♪ ♪ NARRATOR: In September 1980, the Department of Energy was in the midst of building a revolutionary house.
A recent energy crisis and early warnings about global warming had helped to bring the project about.
Located in Carlisle, Massachusetts, the remarkable new structure was to have solar heat, solar hot water, solar-powered appliances, and, in theory, would even sell the excess energy it produced back into the grid.
To pull it off, the D.O.E.
made a most unusual call, to an 80-year-old retiree down in Florida.
Her name was Mária Telkes, and some 40 years earlier, the Hungarian physicist had put solar on the map-- so famously, in fact, that she went by the nickname the Sun Queen.
♪ ♪ MICHELLE ADDINGTON: She was ahead of her time, and she was asking the right questions.
We have this amazing thermal source with incredible power.
Why have we not harnessed it?
ANDREW NEMETHY: She saw something that I don't think anybody conceived of at that point.
She imagined that the world could get free power from the sun.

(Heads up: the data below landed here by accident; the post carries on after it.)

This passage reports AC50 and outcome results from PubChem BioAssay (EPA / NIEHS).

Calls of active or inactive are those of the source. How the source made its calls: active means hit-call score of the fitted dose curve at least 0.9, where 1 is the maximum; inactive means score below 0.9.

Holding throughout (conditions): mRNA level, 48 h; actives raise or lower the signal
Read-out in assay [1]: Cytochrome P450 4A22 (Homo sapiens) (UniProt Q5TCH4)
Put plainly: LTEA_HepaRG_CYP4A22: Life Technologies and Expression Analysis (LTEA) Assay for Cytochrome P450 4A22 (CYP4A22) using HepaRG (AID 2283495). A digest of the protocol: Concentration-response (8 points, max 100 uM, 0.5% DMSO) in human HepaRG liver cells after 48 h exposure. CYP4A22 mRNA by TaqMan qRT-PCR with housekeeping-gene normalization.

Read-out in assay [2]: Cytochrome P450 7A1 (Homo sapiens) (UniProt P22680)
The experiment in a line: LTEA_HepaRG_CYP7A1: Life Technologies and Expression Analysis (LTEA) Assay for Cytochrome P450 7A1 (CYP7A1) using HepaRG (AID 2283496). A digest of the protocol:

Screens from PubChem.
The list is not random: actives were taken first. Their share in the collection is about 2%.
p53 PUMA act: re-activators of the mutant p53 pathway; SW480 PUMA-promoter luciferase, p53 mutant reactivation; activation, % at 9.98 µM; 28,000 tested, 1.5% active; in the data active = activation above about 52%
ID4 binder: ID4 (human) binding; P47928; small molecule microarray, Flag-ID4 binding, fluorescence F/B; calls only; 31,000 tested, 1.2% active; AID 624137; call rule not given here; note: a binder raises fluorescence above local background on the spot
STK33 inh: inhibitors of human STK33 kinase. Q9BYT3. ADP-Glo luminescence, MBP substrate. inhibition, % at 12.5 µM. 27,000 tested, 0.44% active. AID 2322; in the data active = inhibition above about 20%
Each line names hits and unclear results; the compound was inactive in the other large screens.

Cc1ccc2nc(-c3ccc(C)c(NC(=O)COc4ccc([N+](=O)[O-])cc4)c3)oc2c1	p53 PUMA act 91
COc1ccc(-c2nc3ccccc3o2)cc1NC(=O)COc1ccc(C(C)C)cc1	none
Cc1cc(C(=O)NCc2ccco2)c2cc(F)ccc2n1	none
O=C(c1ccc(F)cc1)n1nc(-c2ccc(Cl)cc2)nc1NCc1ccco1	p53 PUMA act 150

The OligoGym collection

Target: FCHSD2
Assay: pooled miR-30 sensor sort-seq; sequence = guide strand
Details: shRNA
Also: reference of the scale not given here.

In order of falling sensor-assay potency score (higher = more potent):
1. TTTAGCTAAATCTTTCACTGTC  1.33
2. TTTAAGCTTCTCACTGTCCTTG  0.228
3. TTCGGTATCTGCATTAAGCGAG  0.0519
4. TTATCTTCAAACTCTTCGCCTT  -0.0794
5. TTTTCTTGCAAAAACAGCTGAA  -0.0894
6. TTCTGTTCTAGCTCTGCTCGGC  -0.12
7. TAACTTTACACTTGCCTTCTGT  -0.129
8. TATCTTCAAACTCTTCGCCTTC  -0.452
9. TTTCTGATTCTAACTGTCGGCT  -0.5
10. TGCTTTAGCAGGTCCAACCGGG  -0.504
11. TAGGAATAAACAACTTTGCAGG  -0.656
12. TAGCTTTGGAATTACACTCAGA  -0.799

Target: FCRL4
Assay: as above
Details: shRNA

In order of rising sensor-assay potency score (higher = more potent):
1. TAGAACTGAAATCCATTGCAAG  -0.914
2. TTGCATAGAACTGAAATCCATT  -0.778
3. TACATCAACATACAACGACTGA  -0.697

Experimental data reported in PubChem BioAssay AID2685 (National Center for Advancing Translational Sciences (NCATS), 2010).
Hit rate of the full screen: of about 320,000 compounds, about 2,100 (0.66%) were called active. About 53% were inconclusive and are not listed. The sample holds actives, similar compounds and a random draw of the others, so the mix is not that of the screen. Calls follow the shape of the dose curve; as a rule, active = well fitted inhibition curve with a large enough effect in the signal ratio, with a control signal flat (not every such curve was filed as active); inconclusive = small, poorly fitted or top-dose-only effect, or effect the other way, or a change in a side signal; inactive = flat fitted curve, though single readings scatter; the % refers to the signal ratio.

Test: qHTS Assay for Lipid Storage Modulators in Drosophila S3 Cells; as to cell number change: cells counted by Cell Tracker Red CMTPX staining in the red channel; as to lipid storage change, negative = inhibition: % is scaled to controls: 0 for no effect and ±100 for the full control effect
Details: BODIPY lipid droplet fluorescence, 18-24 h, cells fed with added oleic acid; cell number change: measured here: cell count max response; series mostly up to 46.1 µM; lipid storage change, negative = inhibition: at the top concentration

I mean, if one person's vision is here, her vision was way out there.
HU: Telkes believed that there was a moral imperative to understanding solar energy, not just as an alternative, but as a way to kind of live our lives.
I would like to show you some very simple things like a house.
The sun's energy is absorbed and is transformed into heat.
DANIEL BARBER: What Telkes showed us was that this ambition to think differently about energy sources not only changes the way that we build, the way that we produce heat, the kind of technologies of those systems, but also shifts our expectations, right?
Shifts the way that we think about living in a house.
NARRATOR: Telkes came out of retirement to help make the Carlisle house a success.
When it came to all things solar, her passion bordered on obsession.
Her vision was as legendary as her engineering, but her ambition came at a cost.
NEMETHY: Mária was a solar evangelist.
Now, like a lot of evangelists, she was pushing her vision very strongly.
Anybody who disagreed with that vision kind of rubbed up against her the wrong way.
OLIVIA MEIKLE: This was not something that would've been easy as a woman, but she was determined to change the world in the face of what must have been enormous odds.
SARA SHREVE-PRICE: Telkes knew you can't just wait for society to be ready.